Creating a 23 Research Things programme

Today is the launch of the 23 Research Things programme that I have been working on and developing for the past few months. A lot of work has gone into it and over the next few weeks I will blog about the various Things as and when they are released. But I also wanted to write about why I developed this programme. So read on!

When I started my sort-of-not-really-anymore new job as a Research Support Librarian, an immediate challenge struck me. There is only one of me. Let me unpack this seemingly obvious observation. I work for a library that used to cover just maths, a complex subject area in itself. But since the closure of the main science library in Cambridge which was then merged with aforementioned maths library, we suddenly found ourselves responsible for supporting the vast majority of STEM across the whole of the University of Cambridge.

Now for those of you that aren’t familiar with the *interesting* and *unique* library system at Cambridge, we don’t have one almighty library to rule them all. Oh no. Well we have the main University Library but that’s a bit of a red herring. We have generally speaking over 120 individual libraries. A good chunk of those are college libraries which are libraries based within colleges which are, in the Cambridge world, students’ homes. A student gets allocated a college which often has nothing to do with their subject. They THEN get access to their department library, whichever that might be and those department libraries make up the rest of the rather confusing array of library options open to students.

Don’t get me wrong, all those libraries are amazing and offer lots of great opportunities for students and staff alike. But it’s still a confusing system in comparison to most typical universities.

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Am I ready for the researcher of the future?

Well…am I? To answer this question I went along to an all-day seminar run by ALPSP whose name kept on being mentioned as if they were also a well known mountain range which was very confusing.

I normally don’t like the whole ‘future’ emphasis/descriptors that many training events use. I get that we need to plan ahead but all too often these sorts of things look beyond the present and the people that we’re trying to work with and support RIGHT. NOW. However, once I saw what was on the agenda, I was a little bit more reassured that this wouldn’t be too much of the blue skies thinking but more about real experiences and how we can tackle issues that come up in the research process. Which was nice. The whole day was primarily aimed at those working in publishing even though anyone who works with researchers was welcome. As a result of this perhaps, I was one of only two librarians (if you don’t count speakers) who attended which was actually quite refreshing because it meant we weren’t going to be in yet another librarian echo chamber. Always good to get out of those from time to time I find.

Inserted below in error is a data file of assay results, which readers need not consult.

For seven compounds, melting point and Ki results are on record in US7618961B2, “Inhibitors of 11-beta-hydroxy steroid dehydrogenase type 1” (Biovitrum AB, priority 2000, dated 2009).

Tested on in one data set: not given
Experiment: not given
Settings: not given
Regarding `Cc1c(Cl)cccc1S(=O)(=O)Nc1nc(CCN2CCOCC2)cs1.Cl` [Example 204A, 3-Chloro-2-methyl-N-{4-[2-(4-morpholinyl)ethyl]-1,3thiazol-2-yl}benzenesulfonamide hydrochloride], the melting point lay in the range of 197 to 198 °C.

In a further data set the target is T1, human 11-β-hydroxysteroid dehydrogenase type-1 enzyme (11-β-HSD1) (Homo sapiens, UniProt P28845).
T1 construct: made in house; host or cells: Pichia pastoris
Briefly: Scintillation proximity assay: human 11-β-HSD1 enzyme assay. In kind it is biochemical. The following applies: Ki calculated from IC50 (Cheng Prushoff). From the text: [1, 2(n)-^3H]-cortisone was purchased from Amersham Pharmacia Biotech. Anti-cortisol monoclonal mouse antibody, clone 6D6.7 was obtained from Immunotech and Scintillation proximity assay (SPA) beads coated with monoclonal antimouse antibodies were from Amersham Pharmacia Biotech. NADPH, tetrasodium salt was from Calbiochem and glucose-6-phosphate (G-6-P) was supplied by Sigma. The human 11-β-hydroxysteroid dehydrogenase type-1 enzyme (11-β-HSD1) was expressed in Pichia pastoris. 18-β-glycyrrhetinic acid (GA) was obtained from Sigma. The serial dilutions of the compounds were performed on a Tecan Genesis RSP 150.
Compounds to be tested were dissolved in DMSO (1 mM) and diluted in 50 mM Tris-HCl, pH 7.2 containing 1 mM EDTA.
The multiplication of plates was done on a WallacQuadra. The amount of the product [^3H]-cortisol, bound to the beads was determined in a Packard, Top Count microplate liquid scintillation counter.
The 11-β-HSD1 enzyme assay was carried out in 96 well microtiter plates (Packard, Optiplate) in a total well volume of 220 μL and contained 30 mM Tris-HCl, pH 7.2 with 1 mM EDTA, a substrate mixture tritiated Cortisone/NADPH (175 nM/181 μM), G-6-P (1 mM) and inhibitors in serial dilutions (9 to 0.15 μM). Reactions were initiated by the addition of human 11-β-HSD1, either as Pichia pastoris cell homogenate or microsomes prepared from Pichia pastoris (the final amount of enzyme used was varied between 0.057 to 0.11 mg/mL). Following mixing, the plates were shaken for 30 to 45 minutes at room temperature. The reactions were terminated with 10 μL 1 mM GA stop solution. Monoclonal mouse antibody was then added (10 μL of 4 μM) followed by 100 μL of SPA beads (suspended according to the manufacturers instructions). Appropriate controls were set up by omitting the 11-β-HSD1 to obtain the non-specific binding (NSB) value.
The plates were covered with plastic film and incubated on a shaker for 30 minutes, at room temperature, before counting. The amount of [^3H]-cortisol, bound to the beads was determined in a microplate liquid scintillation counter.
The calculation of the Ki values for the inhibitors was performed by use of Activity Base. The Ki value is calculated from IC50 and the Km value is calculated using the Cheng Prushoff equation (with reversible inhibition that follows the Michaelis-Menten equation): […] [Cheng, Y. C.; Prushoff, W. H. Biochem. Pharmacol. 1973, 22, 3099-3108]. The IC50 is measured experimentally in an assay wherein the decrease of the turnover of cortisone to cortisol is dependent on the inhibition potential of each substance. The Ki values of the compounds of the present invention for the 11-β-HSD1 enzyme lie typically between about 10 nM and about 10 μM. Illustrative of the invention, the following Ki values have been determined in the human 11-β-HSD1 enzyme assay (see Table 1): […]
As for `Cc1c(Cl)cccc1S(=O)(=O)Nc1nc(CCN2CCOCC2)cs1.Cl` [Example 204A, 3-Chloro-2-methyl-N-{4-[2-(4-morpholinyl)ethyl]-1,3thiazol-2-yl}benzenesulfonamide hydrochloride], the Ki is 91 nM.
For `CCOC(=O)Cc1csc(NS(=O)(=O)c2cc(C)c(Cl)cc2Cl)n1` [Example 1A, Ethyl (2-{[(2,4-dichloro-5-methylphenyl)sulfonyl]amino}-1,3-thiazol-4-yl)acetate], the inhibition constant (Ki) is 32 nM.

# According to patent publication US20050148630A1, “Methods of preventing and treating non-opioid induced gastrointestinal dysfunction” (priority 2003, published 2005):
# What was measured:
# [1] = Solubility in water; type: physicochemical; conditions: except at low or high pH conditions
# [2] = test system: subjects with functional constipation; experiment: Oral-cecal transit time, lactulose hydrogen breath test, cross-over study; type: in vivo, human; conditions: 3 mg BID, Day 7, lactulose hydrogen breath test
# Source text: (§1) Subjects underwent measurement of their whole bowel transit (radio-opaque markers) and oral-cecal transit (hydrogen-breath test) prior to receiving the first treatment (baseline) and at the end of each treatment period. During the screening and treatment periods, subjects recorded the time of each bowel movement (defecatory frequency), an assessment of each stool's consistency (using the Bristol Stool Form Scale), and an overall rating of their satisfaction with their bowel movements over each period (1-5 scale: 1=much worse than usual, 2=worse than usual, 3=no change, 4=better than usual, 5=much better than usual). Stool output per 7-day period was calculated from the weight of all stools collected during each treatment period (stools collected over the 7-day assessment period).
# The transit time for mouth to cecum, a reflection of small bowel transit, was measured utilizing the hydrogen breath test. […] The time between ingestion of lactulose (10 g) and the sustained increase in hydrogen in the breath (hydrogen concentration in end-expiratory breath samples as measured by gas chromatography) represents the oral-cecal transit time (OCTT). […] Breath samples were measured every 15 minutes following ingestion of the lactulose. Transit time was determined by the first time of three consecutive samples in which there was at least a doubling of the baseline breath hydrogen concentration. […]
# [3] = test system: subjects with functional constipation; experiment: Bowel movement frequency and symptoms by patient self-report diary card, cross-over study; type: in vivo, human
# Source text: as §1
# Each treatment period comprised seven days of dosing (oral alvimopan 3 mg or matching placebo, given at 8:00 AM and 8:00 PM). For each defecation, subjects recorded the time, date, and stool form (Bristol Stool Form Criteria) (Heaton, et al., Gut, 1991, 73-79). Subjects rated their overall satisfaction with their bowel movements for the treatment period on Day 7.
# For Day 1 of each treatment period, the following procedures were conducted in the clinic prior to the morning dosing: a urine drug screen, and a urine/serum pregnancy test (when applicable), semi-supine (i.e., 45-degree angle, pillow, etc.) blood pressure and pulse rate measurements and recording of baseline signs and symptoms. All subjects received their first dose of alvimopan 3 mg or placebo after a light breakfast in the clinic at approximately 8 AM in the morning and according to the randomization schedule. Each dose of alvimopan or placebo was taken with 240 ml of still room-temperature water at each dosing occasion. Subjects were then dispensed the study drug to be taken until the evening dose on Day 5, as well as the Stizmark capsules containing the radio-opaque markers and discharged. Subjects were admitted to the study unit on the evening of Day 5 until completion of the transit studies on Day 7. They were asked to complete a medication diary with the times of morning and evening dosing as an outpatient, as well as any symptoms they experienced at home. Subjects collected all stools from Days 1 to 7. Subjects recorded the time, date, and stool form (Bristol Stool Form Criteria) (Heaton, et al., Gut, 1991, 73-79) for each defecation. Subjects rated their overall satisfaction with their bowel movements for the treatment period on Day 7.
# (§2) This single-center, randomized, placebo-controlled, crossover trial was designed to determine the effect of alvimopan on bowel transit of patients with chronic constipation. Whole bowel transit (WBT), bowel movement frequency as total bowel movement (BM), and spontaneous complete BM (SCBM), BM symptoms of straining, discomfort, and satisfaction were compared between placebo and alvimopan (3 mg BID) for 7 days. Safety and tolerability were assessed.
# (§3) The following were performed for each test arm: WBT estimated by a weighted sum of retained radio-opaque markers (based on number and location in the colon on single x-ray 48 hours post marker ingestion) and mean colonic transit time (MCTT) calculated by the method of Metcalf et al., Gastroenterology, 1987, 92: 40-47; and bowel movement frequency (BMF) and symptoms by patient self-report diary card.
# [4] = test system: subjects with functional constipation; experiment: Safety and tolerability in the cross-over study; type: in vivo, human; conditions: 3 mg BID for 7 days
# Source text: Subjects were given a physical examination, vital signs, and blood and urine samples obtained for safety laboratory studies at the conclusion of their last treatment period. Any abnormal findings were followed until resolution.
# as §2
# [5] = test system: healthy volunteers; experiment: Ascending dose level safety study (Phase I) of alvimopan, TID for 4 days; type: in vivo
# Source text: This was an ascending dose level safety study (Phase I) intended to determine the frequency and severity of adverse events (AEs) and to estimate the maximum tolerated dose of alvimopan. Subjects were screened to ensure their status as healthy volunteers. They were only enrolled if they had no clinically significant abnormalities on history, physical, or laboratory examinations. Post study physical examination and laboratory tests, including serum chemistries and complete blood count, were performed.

The day was roughly themed into two parts with the morning looking at the researcher experience and the afternoon looking at tools and services to help with the research process. While I got a lot of useful information on new tools that I was either familiar already but hadn’t used that much or ones that I had never heard of before and really should explore, I found the morning session with a panel of early career researchers to be the most valuable. Fair warning though, a lot was said…I wrote lots of notes…I won’t say who said what, mostly because I can’t remember and also because I don’t want to quote anyone in a way that they’re not happy with. So, summary it is!

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So what does a UX Librarian do anyway?

I’ve been in my new job as UX Librarian at Cambridge Judge Business School Information and Library Services for just over two months now so I thought it was high time I wrote about what I actually do.

The TL;DR version: lots!

I first heard about the UX job when Andy Priestner blogged about it, which instantly made me realise that this was a job like no other! So I applied, interviewed and was thrilled to be offered the role. Part of my interview involved a presentation on what I thought about UX in Libraries which I have included below.

I am mainly responsible for generating new initiatives and support that improve the effective and efficient delivery of services. What this actually means is a bit more complex. Also, as you’ll see from the above presentation, UX can mean different things to different people, especially if you’re coming at it from a design perspective or a computing angle.

Over the past few months I have:

  • Answered many complex enquiries from a wide range of students and staff
  • Offered specialist support to our Executive MBA students, a group that I have particular responsibility for
  • Overhauled the I&LS blog (on-going), reviewed our communications policy and pestered Facebook into changing our page name to fit the new School branding
  • Done lots of teaching and filmed a Youtube video on how to use LinkedIn effectively
  • Advised and collaborated on new ways of teaching research skills to remote students via VLE